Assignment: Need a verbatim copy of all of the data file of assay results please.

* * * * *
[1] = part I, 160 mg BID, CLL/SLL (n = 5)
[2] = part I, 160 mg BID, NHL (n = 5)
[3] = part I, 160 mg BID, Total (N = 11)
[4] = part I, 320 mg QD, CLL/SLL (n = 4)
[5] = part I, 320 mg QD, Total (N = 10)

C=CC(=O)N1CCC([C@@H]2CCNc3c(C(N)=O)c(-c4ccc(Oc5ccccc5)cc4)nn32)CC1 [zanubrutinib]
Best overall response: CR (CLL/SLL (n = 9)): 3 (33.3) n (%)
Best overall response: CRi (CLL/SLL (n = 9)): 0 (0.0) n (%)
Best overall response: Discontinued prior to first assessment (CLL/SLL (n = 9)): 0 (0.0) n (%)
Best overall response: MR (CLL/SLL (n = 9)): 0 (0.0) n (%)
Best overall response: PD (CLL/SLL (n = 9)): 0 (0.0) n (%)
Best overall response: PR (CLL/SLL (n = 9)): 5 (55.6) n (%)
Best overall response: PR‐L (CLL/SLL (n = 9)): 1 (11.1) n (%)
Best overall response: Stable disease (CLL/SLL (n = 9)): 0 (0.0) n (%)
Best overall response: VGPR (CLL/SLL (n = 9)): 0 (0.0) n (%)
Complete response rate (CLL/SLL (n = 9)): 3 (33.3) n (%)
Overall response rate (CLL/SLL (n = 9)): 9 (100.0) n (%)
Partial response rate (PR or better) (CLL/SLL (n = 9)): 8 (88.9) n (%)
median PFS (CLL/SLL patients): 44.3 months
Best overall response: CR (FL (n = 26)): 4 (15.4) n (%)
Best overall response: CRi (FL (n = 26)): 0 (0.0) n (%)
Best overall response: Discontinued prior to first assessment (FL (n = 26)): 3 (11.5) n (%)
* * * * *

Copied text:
[1] = part I, 160 mg BID, CLL/SLL (n = 5)
[2] = part I, 160 mg BID, NHL (n = 5)
[3] = part I, 160 mg BID, Total (N = 11)
[4] = part I, 320 mg QD, CLL/SLL (n = 4)
[5] = part I, 320 mg QD, Total (N = 10)

C=CC(=O)N1CCC([C@@H]2CCNc3c(C(N)=O)c(-c4ccc(Oc5ccccc5)cc4)nn32)CC1 [zanubrutinib]
Best overall response: CR (CLL/SLL (n = 9)): 3 (33.3) n (%)
Best overall response: CRi (CLL/SLL (n = 9)): 0 (0.0) n (%)
Best overall response: Discontinued prior to first assessment (CLL/SLL (n = 9)): 0 (0.0) n (%)
Best overall response: MR (CLL/SLL (n = 9)): 0 (0.0) n (%)
Best overall response: PD (CLL/SLL (n = 9)): 0 (0.0) n (%)
Best overall response: PR (CLL/SLL (n = 9)): 5 (55.6) n (%)
Best overall response: PR‐L (CLL/SLL (n = 9)): 1 (11.1) n (%)
Best overall response: Stable disease (CLL/SLL (n = 9)): 0 (0.0) n (%)
Best overall response: VGPR (CLL/SLL (n = 9)): 0 (0.0) n (%)
Complete response rate (CLL/SLL (n = 9)): 3 (33.3) n (%)
Overall response rate (CLL/SLL (n = 9)): 9 (100.0) n (%)
Partial response rate (PR or better) (CLL/SLL (n = 9)): 8 (88.9) n (%)
median PFS (CLL/SLL patients): 44.3 months
Best overall response: CR (FL (n = 26)): 4 (15.4) n (%)
Best overall response: CRi (FL (n = 26)): 0 (0.0) n (%)
Best overall response: Discontinued prior to first assessment (FL (n = 26)): 3 (11.5) n (%)